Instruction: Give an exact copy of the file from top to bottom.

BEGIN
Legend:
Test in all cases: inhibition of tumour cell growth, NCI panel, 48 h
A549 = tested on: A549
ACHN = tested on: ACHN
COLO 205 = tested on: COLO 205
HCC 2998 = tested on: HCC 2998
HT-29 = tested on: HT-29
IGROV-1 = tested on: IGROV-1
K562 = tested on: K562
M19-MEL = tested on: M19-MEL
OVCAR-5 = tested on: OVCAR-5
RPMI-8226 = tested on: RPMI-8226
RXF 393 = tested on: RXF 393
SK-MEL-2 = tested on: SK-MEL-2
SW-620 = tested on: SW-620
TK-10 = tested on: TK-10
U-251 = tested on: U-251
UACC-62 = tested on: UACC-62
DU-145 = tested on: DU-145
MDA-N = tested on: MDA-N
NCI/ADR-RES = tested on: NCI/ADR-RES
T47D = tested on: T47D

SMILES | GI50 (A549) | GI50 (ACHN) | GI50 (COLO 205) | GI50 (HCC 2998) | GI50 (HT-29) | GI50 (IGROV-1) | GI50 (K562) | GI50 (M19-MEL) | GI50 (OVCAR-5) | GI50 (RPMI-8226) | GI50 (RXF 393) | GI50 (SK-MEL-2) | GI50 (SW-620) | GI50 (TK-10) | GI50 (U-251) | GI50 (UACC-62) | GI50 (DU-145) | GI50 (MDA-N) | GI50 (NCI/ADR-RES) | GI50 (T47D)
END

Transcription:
Legend:
Test in all cases: inhibition of tumour cell growth, NCI panel, 48 h
A549 = tested on: A549
ACHN = tested on: ACHN
COLO 205 = tested on: COLO 205
HCC 2998 = tested on: HCC 2998
HT-29 = tested on: HT-29
IGROV-1 = tested on: IGROV-1
K562 = tested on: K562
M19-MEL = tested on: M19-MEL
OVCAR-5 = tested on: OVCAR-5
RPMI-8226 = tested on: RPMI-8226
RXF 393 = tested on: RXF 393
SK-MEL-2 = tested on: SK-MEL-2
SW-620 = tested on: SW-620
TK-10 = tested on: TK-10
U-251 = tested on: U-251
UACC-62 = tested on: UACC-62
DU-145 = tested on: DU-145
MDA-N = tested on: MDA-N
NCI/ADR-RES = tested on: NCI/ADR-RES
T47D = tested on: T47D

SMILES | GI50 (A549) | GI50 (ACHN) | GI50 (COLO 205) | GI50 (HCC 2998) | GI50 (HT-29) | GI50 (IGROV-1) | GI50 (K562) | GI50 (M19-MEL) | GI50 (OVCAR-5) | GI50 (RPMI-8226) | GI50 (RXF 393) | GI50 (SK-MEL-2) | GI50 (SW-620) | GI50 (TK-10) | GI50 (U-251) | GI50 (UACC-62) | GI50 (DU-145) | GI50 (MDA-N) | GI50 (NCI/ADR-RES) | GI50 (T47D)